I didn't eat anything unusual today (I'm still trying to decide if veggie sandwiches with raw mushrooms in them are a good thing or not), though I did eat quite a bit of bhaigan barta (pardon my spelling), once my appetite recovered from my reading. I have been studying a fascinating cookbook from 1939 called the Mirro Cook Book, from the makers of Mirro aluminum bakeware ("Nature made aluminum friendly to food"), and I quickly learned why life expectancies used to be much lower. Nearly every recipe has some combination of whipped cream, mayonnaise, cream cheese, eggs, heavy cream, bacon, butter, and/or gelatin. A good example is the "cream cheese and vegetable salad," whose ingredients are gelatin, water, mayonnaise, cream cheese (2 packages), a green pepper, a cucumber, heavy cream, olives, salt, paprika, and sliced tomatoes. It's about 3 parts dairy fat, 1 part veggies. Nearly all the "salads" are like this. They recommend wrapping bacon around olives, frying in shortening (and lard, somewhere), putting butter on all vegetables... The absence of spices of any kind (aside from paprika and salt) probably explain this. And the fact that it was published in Manitowoc, Wisconson surely also explains a lot. But it's still amazing.

I am so lucky to live in a land of fresh foods and plentiful seasonings!!
posted by Arlene (Beth)10:32 PM

Tuesday, July 16, 2002

This evening after work, Steven and I went out for Eritrean food at a restaurant in the Ingleside called Asmara, named after the country's capital city. Eritrea is a rather young country, having only recently been recognized as being separate from Ethiopia.

Eritrean food is YUMMY. Potatoes simmered in yellow spices with carrots; spinach stewed with onions; okra made edible in a fabulous red sauce; different kinds of lentil stews, from mild to spicy; and a spicy, tender zucchini dish, all spread across thin, spongy layers of absorbent bread.

Mmmmmmmmmm. I still can't believe there are cultures in the world that can make okra taste GOOD.

My favorite Eritrean restaurants are Cafe Ethiopia and Massawa, with the place I ate tonight (Asmara) holding in third place because the dishes were so very mildly spiced. Mild isn't my usual style, but the food was tender, moist, and delicious. The spice combinations are hard to describe - not like Indian, not like Thai, not like... Anything else, really.

It's about enough to make me want to visit the neato architecture and scenic wonders of Eritrea and Ethiopia, who influenced Egyptians with their art and design. The lush Simien mountains, "Beautiful rivers and deep gorges," and vast deserts have the scenic beauty that makes me want to visit. And stop at a lot of restaurants while I'm there, you know, just to pass the time...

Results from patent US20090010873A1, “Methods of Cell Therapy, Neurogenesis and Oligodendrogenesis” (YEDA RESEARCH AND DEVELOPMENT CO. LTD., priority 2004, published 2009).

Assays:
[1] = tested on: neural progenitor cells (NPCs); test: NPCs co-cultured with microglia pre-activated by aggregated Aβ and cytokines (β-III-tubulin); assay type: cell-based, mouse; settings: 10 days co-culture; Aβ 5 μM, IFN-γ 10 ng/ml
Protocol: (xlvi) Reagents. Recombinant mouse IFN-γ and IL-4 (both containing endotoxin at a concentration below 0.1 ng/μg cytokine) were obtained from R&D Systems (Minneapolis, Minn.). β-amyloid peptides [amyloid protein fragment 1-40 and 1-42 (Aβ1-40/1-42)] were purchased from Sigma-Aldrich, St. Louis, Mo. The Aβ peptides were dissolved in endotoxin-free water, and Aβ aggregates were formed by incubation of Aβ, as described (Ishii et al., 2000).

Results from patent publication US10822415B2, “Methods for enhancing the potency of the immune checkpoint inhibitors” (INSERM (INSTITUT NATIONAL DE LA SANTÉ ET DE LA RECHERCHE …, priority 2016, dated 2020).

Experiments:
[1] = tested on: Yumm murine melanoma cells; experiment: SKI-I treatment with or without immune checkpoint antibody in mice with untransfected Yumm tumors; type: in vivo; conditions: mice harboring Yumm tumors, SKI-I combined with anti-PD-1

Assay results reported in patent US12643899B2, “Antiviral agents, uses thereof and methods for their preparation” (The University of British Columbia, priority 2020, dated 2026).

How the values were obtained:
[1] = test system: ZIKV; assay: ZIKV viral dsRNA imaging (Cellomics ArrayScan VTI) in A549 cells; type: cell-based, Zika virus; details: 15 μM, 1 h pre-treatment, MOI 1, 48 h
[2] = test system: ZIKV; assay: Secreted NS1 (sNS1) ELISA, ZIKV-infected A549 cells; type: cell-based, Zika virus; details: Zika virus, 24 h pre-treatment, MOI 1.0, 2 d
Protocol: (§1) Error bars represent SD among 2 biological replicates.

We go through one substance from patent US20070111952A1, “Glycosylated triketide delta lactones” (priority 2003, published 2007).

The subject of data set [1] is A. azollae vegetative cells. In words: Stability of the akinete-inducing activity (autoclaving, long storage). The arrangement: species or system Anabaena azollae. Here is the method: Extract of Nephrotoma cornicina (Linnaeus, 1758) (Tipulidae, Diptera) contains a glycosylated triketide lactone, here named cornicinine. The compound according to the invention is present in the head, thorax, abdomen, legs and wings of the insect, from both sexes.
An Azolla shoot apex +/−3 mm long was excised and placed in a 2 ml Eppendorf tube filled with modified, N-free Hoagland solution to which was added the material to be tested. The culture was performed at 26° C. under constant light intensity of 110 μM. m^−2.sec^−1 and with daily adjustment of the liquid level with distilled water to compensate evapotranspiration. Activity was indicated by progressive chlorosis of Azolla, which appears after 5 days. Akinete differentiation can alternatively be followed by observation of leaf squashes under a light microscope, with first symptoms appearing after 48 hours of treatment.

Some good places to find photos from the area are the Africa Guide Photo library, which has a scenery section, and the Google Image Search page. I used it to find neat images from Zimbabwe & Zambia like this.

Both countries also have lots of art of different sorts, too, from modern to "folk." Though my favorite art is the cooking!

posted by Arlene (Beth)10:31 PM

In just a few more days, I get to go on a lovely, peaceful backpacking trip. In an all too popular place, though I don't intend to go when everyone and their uncle is there. I hope it will renew me in a way that shorter trips this year could not. I'm getting tired and cranky!

Pleasant things:

I've eaten some very yummy things over the last few days. The best was probably barbecued bananas with cinnamon and Breyers ice cream. The bananas were barbecued whole until their skin was black, by which time the insides were hot and soft. Mmmmm. Brazil must be a wonderful place if this is a desert there!

This morning I had a breakfast burrito maded with a steamed flour tortilla, fresh & garlicky tomato salsa, fried potatoes, a scrambled egg, and mild cheese. I could easily have eaten two or three of them. They only way they could be better is with marinated tofu instead of scrambled egg, but this is downtown: we tofu eaters aren't in power at the moment.

Unpleasant things:

While I was visiting Yellowstone last year, I saw many a tourist brazenly harassing wildlife for photo opportunities. Finally, the wildlife are harassing back! It's long overdue. I love the subtitle to the photo: "Bison are big - and they can run faster than you."

Speaking of harassing wildlife: I'm appalled that the Bush Administration has decided to move forward with plans to use a type of 200+ decible sonar that makes marine mammals beach themselves to get away from the sound, and which may make their eardrums explode. Not surprised, but appalled. If only marine mammals could get revenge by blasting Liberace at a similar volume in our nation's capitol until this nonsense stops...